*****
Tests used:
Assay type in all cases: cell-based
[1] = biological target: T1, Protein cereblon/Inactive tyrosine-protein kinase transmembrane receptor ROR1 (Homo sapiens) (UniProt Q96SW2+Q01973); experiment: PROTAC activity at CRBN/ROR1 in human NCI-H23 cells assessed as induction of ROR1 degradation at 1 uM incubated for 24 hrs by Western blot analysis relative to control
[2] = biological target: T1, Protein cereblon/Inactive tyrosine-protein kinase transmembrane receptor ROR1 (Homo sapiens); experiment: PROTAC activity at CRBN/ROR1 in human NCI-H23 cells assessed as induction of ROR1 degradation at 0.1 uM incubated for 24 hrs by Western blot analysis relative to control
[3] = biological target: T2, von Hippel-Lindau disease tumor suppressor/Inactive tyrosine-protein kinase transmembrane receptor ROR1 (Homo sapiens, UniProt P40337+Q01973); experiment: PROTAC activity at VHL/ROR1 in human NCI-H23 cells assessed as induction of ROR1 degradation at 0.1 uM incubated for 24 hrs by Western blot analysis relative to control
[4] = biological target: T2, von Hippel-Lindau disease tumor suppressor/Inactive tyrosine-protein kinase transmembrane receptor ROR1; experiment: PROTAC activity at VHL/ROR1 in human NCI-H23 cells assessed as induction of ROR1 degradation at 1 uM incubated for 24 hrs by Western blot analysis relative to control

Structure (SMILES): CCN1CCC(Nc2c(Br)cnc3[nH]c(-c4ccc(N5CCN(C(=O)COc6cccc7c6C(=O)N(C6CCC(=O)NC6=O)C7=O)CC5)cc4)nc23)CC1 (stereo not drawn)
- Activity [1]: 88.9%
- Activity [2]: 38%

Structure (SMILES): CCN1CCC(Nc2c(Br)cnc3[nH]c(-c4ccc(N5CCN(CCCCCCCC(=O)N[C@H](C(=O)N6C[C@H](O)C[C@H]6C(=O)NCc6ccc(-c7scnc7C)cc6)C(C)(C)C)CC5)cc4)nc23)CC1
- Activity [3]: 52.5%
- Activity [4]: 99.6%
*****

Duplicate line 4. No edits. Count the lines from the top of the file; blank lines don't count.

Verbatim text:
[2] = biological target: T1, Protein cereblon/Inactive tyrosine-protein kinase transmembrane receptor ROR1 (Homo sapiens); experiment: PROTAC activity at CRBN/ROR1 in human NCI-H23 cells assessed as induction of ROR1 degradation at 0.1 uM incubated for 24 hrs by Western blot analysis relative to control